Solid Oak Sketches has filed copyright registrations in the tattoo designs that decorate the bodies of some of basketball's biggest stars (LeBron James, Kobe Bryant, Kenyon Martin, DeAndre Jordan, Eric Bledsoe, etc), and has sued Take-Two Software, maker of NBA 2K16 and other basketball video games, for reproducing tattoos as part of the likenesses of the players.
The suit does not state whether the player have side-deals with Take-Two to license their likenesses (it seems likely that they would, given the possibility of a publicity rights claim in California), and whether those deals make any representations about whether the players have the right to allow third parties to reproduce their likenesses, tattoos and all.
The suit was filed after Take-Two rejected an offer of $1,144,000 for a perpetual license to Solid Oak's tattoo art for its games.
For me, the most interesting question here isn't whether games require licenses to tattoos on famous peoples' bodies, but whether a person with a tattoo must consult with the artist who inked it whenever they sign a release allowing for its reproduction. On its face, there's a logic to this: tattoo designs unquestionable are creative works, and they are definitively fixed in a tangible form.
But if your tattoo artist owns your design, then you cease to have title to your own likeness -- and your own flesh. In theory, you couldn't contract with another artist to alter or cover up the design (making an unauthorized derivative work), and in the EU, having the design removed could violate the tattoo artist's moral rights (right of integrity).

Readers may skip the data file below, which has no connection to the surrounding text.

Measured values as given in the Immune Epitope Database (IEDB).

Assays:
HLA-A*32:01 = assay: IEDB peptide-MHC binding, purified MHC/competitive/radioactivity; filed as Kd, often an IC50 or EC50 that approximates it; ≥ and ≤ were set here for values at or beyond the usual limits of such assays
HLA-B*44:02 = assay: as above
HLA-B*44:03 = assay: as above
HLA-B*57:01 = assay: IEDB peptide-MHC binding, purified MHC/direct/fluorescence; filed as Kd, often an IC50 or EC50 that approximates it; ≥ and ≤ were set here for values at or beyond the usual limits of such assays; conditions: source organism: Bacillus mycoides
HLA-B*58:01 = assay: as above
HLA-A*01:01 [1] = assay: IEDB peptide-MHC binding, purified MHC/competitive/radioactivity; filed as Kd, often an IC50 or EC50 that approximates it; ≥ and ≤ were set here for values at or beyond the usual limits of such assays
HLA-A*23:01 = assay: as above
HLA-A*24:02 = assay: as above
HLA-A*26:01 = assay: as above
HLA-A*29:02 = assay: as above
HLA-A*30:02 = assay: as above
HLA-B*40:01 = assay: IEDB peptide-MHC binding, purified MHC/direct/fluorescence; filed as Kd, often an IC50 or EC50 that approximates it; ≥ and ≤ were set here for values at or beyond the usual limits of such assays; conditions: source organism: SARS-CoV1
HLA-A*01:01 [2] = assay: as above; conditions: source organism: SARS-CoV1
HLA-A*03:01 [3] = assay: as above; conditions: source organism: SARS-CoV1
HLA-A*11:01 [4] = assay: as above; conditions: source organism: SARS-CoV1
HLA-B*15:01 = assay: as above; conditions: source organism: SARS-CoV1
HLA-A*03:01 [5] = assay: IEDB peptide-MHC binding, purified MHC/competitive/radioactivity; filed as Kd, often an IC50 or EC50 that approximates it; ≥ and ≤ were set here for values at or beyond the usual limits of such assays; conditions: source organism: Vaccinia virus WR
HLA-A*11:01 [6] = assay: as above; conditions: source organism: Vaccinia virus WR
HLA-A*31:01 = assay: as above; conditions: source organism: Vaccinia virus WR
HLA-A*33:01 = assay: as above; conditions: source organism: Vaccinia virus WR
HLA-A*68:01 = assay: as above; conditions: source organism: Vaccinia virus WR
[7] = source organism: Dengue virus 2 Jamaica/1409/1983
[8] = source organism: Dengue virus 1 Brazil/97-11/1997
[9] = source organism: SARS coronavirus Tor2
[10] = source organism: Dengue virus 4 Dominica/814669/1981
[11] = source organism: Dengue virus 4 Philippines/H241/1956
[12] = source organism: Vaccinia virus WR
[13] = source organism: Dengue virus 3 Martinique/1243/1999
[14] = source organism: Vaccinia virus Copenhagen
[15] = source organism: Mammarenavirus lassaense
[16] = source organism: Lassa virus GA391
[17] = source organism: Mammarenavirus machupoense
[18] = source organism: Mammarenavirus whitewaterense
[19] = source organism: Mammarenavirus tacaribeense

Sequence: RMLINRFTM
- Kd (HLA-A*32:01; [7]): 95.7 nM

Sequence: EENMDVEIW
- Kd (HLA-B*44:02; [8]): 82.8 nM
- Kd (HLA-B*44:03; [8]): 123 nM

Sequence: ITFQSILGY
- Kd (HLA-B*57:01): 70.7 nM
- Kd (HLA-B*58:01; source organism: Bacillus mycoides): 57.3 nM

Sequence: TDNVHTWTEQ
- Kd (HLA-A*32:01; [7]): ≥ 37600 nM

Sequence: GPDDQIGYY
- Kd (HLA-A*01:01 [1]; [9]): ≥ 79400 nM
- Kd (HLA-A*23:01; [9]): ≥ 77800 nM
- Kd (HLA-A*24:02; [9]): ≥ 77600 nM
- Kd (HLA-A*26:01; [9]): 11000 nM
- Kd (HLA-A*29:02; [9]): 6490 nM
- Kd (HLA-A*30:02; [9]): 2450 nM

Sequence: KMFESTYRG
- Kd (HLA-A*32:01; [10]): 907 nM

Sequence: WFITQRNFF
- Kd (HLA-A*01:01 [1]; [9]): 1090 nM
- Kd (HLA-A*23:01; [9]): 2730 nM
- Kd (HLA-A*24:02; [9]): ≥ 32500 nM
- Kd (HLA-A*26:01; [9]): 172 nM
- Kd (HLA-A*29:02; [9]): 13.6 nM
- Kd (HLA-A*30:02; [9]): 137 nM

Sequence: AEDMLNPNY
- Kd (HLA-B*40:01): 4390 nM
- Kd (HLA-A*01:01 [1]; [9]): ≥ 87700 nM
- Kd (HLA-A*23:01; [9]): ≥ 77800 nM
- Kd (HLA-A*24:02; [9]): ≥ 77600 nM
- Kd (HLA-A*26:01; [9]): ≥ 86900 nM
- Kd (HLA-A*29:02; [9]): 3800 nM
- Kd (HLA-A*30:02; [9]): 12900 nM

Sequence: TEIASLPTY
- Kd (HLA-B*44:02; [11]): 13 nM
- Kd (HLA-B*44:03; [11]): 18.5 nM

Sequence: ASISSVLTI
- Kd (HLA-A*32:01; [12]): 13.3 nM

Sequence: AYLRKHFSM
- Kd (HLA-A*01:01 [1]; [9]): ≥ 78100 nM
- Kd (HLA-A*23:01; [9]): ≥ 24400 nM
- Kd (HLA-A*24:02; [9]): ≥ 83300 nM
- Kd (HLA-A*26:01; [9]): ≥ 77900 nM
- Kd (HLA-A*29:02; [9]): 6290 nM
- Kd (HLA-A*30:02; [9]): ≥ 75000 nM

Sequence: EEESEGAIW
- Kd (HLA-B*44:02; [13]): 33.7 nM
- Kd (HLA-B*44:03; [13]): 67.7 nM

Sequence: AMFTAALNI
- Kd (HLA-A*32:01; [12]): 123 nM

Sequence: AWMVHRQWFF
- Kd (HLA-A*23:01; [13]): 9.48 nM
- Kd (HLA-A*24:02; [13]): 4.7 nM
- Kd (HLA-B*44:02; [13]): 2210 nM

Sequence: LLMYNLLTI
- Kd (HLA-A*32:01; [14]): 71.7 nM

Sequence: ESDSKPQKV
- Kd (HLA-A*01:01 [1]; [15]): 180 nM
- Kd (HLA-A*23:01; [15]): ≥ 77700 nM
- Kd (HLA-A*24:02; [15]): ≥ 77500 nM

The obvious parallel is to studio photographers. People who hired photographers to shoot their portraits or document their weddings have discovered, years after the fact, that no one will reproduce those photos without the studio's permission -- the worst-case scenario is when you can't get a blowup of your grandmother's wedding picture for her funeral because no one will print it out unless you figure out who owns the rights to the work of the long-dead photographer.
If tattoo artists can assert copyright over the reproduction of their work, over and above the permission of the people on whose bodies that art appears, then it's not just models and actors and politicians and athletes who won't be able to sign a release or pose for a publicity shot (or even have their feats recorded and aired on TV!) -- potentially, you could find that no one will print out grandpa's Navy photos for his 70th birthday party unless you find the tattoo artist who inked his arms and get their permission for the reproduction.
The counterargument would be that the copyright is "exhausted" when you buy the tattoo, but exhaustion doesn't generally cover reproduction. I own the book that I buy in the bookstore, but not the right to photocopy it and pass it around or write an unauthorized sequel. Perhaps it could be fair use, or "de minimis," but either of these defenses would be "fact intensive" and would not provide the surety that an agency, print shop or TV network could rely upon.
Solid Oak Sketches argues that the tattoo designs "easily satisfy" a standard for originality. The designs — including a child portrait on LeBron James' inner left forearm, a crown with butterflies on Kobe Bryant's right bicep and a script with a scroll on DeAndre Jordan's right shoulder — were created by tattoo artists Shawn Rome, Justin Wright and Tommy Ray Cornett, who according to the complaint, signed copyright license agreements with the plaintiff. As for fixation, Solid Oak Sketches argues that the designs "are imprinted permanently upon the skin of humans, clearly stable and able to be perceived for much more than a transitory duration."
'NBA 2K' Videogame Maker Sued for Copyright Infringement Over LeBron James' Tattoos
[Eriq Gardner/Hollywood Reporter]
(Image: Man with a backpiece Christian and Enlightenment tattoo, Alexander Kuzovlev, CC-BY-SA)